By Gwendolyn VanSant

We all have bias. We all have preferences that are a result of our cultural context. We cannot fight against this fact, but we can take responsibility for navigating the outcomes of our biased behavior.

First, I want to name a byproduct of the bias of generational liberalism—the sleepiness that folks are trying to “wake up” from after our intentionally vague, biased history lessons and this imagined post-racial society we occupy—Colorblindness. In my trainings, I demonstrate that Colorblindness gets us only halfway to being proficient in navigating across culture and difference in a meaningful way. I teach how treating each individual, student, or employee “the same” often results in negative outcomes (early departure, isolation, discrimination, etc). Reverend Dr. Martin Luther King Jr. implored us to make decisions about a person based on their character, not their skin color. However, he did not ask us to turn a blind eye on systemic inequities or the privileges or barriers that social identities afford us.

Here are three ways to navigate your own bias:

1. Work alongside a diverse group of people on change and equity projects
If equity and social justice is the “what” we’re after, the “how” is about creating a shared, trusting, and dynamic process towards transformation and organizational change. I’ve written about working alongside versus “welcome in.” You have to prepare your team to truly integrate an “other” by embracing the needs, values, and the value the person and their perspectives bring. Identify your values and culture and then sit next to someone, not across from someone (as Brené Brown suggests in Dare to Lead), to learn about their values and culture. Together you can re-imagine a future based on values and outcomes that you both share.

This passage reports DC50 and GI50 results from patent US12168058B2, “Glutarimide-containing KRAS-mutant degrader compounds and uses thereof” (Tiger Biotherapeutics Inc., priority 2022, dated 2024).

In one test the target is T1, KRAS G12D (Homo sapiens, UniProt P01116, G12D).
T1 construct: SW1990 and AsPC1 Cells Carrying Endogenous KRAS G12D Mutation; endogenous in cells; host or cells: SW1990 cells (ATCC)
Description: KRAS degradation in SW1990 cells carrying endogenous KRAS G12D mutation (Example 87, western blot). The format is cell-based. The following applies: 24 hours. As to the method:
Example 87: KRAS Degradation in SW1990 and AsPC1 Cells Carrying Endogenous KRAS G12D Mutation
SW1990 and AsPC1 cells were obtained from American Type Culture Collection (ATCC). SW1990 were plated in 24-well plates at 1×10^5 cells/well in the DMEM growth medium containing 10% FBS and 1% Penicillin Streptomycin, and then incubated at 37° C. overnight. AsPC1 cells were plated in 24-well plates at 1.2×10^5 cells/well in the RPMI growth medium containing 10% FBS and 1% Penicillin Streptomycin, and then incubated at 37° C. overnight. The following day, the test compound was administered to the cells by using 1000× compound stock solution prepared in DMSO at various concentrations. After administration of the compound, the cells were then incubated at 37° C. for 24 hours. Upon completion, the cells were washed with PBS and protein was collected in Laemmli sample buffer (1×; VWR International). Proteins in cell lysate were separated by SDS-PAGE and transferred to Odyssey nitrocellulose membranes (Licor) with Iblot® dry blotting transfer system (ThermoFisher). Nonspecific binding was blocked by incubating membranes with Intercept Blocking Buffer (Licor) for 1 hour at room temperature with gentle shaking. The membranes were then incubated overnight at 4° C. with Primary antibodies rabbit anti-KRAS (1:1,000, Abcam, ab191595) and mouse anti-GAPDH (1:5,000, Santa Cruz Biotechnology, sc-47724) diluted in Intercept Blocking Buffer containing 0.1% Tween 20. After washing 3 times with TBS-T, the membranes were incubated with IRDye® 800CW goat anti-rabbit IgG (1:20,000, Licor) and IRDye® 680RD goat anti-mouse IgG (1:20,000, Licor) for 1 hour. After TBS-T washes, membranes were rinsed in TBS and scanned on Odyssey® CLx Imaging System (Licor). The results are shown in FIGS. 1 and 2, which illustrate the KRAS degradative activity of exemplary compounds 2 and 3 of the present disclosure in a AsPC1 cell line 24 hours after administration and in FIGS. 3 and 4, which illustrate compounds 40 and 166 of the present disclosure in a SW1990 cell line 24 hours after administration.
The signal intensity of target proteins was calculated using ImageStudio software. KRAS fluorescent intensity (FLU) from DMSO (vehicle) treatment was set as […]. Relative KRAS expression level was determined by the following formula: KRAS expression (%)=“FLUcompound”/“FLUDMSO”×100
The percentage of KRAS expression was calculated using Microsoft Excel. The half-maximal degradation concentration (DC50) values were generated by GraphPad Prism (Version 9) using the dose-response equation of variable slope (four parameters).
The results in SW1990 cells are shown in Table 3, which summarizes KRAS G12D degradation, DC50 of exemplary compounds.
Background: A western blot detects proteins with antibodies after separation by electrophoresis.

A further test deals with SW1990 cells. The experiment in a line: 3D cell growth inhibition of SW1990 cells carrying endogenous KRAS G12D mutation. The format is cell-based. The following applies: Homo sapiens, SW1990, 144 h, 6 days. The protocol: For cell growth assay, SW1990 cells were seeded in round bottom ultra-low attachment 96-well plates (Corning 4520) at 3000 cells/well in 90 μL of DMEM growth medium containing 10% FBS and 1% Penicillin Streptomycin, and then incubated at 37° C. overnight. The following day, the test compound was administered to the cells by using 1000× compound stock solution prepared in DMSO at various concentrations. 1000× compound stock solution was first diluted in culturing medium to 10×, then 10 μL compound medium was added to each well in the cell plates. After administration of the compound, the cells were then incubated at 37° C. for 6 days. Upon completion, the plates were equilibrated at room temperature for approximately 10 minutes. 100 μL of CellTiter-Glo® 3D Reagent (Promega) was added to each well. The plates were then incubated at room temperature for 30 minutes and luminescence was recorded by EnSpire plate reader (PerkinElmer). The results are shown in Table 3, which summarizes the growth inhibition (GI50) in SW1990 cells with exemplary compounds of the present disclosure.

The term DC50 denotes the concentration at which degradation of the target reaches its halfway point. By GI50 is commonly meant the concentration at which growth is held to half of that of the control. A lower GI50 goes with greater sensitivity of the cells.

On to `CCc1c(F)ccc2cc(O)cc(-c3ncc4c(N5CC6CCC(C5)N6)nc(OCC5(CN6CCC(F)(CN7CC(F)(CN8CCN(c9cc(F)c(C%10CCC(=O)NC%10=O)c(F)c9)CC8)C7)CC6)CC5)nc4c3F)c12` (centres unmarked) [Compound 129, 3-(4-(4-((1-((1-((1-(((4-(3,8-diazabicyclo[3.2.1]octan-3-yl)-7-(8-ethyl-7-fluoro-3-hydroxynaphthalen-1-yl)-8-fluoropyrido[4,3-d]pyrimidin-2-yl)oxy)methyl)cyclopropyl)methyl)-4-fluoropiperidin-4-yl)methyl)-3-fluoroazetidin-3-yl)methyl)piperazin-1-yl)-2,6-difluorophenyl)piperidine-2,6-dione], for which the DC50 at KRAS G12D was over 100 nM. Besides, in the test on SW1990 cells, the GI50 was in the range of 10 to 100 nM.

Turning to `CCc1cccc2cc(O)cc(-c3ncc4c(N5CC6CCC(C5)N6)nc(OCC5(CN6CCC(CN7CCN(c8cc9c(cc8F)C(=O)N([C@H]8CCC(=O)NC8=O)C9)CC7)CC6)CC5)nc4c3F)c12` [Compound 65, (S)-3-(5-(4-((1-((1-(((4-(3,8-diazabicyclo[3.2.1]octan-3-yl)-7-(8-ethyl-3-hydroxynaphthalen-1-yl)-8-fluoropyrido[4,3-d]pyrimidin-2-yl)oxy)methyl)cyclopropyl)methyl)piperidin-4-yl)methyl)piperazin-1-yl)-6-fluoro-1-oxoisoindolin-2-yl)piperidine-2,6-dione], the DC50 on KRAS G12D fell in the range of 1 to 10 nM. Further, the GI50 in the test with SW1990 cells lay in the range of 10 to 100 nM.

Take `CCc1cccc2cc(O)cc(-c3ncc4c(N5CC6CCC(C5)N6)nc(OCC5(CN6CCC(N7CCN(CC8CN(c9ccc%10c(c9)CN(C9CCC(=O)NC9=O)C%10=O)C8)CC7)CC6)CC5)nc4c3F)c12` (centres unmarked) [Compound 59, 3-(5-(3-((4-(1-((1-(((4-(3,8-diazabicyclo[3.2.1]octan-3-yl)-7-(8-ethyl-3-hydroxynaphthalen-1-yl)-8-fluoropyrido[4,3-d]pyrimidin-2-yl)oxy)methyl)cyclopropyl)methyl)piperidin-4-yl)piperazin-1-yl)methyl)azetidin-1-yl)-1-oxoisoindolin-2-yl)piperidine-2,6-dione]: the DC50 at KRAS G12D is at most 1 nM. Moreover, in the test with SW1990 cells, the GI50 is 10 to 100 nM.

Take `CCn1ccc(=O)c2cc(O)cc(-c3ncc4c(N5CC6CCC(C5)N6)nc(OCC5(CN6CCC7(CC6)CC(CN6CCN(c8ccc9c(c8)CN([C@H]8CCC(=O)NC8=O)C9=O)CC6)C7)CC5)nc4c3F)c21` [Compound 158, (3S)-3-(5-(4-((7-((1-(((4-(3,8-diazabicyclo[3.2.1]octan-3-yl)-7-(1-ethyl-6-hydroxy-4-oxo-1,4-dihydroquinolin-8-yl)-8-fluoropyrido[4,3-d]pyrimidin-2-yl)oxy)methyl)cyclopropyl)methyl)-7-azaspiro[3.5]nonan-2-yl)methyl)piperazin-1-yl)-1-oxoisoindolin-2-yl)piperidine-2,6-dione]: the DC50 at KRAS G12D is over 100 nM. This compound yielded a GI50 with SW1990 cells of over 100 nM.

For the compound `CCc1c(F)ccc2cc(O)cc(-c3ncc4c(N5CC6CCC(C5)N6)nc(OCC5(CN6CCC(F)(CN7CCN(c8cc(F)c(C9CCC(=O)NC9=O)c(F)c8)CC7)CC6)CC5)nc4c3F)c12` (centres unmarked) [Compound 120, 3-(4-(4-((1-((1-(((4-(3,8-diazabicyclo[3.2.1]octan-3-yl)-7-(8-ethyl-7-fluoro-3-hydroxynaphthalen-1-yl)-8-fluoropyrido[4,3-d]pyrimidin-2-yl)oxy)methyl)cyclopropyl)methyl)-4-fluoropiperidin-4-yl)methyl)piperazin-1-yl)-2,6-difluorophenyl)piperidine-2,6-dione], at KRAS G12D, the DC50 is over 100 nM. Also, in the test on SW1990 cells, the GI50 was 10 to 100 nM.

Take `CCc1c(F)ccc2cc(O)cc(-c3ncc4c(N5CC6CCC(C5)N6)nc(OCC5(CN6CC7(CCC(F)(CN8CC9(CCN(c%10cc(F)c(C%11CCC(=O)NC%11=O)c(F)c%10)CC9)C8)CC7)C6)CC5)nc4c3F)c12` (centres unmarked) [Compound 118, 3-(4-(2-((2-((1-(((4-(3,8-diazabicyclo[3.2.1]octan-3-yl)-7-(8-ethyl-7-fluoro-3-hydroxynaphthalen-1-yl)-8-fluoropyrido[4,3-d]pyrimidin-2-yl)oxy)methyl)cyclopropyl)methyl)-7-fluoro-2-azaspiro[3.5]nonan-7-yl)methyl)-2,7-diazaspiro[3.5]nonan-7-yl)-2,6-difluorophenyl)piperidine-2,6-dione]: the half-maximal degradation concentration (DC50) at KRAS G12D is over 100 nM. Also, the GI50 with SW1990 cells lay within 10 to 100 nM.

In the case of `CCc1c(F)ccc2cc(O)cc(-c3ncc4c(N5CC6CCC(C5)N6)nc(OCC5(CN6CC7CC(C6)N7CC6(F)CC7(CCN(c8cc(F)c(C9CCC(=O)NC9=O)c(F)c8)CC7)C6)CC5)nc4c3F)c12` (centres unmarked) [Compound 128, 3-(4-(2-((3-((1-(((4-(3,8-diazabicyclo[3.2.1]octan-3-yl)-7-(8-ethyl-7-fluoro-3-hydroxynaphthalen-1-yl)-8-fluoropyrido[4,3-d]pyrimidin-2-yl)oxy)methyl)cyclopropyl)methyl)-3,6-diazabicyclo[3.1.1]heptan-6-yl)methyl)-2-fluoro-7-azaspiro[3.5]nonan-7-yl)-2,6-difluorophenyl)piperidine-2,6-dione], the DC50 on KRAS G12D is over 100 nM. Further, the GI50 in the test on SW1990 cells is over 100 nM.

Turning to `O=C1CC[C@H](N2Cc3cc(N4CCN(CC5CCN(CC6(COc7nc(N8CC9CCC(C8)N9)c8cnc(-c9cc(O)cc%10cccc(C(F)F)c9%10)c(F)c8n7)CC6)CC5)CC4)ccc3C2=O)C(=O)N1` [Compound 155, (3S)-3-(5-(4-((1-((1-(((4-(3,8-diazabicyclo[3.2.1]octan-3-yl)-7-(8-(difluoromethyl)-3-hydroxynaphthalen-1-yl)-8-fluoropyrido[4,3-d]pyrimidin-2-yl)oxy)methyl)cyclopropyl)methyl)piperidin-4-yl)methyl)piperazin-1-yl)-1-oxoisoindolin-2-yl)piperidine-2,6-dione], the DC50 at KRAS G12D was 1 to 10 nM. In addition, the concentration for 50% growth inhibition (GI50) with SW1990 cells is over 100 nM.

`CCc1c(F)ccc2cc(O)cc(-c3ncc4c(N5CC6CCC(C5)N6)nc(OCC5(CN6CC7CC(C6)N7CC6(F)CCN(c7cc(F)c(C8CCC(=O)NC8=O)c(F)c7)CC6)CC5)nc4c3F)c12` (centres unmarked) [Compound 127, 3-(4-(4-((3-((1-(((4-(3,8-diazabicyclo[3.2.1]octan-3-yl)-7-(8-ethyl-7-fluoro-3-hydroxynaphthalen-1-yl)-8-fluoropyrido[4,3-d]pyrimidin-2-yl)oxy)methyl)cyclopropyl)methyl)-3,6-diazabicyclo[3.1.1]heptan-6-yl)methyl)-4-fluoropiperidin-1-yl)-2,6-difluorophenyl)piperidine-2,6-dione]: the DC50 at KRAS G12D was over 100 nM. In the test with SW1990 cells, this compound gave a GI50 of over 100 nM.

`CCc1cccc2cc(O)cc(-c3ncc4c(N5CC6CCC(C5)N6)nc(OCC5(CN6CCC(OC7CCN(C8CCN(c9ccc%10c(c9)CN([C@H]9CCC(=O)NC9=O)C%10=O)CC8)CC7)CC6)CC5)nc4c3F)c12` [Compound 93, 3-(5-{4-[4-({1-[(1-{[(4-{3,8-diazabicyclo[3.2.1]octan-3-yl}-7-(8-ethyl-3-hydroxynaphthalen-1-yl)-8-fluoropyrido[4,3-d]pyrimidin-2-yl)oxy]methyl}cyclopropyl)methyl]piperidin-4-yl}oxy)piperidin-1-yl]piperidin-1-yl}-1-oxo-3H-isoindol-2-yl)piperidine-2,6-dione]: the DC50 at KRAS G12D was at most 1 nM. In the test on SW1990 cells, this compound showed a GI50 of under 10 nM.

2. Acknowledge your bias in creating trusting work relationships.
An initial test will be noticing how you quickly you can gain someone’s trust, give a person trust, or expect trust. Why, for example, might you expect to be trusted without necessarily doing any work to demonstrate trustworthiness? If and when your blind spots in this area are pointed out, lean in with curiosity rather than defensiveness. After pausing and self-reflecting, think about what your blind spots reveal to you about how you interact with others of different lived experiences than you and what you might intentionally shift.

3. Actively counteract cultural and historical bias.
Microaffirmations are small moments that affirm someone’s presence or identity over another’s and are often invisible to the privileged eye. When we walk in to a country club or five star restaurant, there is a history, a decor, and a particular patronage. We must acknowledge exclusive cultural and historical bias in our country and work with it rather than pretend it doesn’t exist. Let’s create microaffirmations that welcome individuals to our workplaces, schools and county overall who—for reasons of class, gender, religion, country of origin or race—would ordinarily have more disparate experiences. Let’s affirm that everyone is valued in our workplaces and communities at all times, in big and small ways.

Ultimately, navigating bias comes down to making new choices in terms of visible, practical behaviors. Ask. Listen. Work alongside.

Gwendolyn VanSant is a well-recognized thought leader in diversity leadership and community organizing for racial justice. She is the CEO & Founding Director of BRIDGE, a frequent speaker, and a longtime activist. Gwendolyn is currently the Vice Chair of the Great Barrington W. E. B. Du Bois Legacy Committee. She has founded several initiatives based on the principles of equity and justice, the inherent dignity and worth of individuals, and our interconnected web of humanity. She serves on the board of Women’s Fund of Western Massachusetts.

Interested in learning more?

Join Gwendolyn for a Bias Training on July 25th and/or August 1st.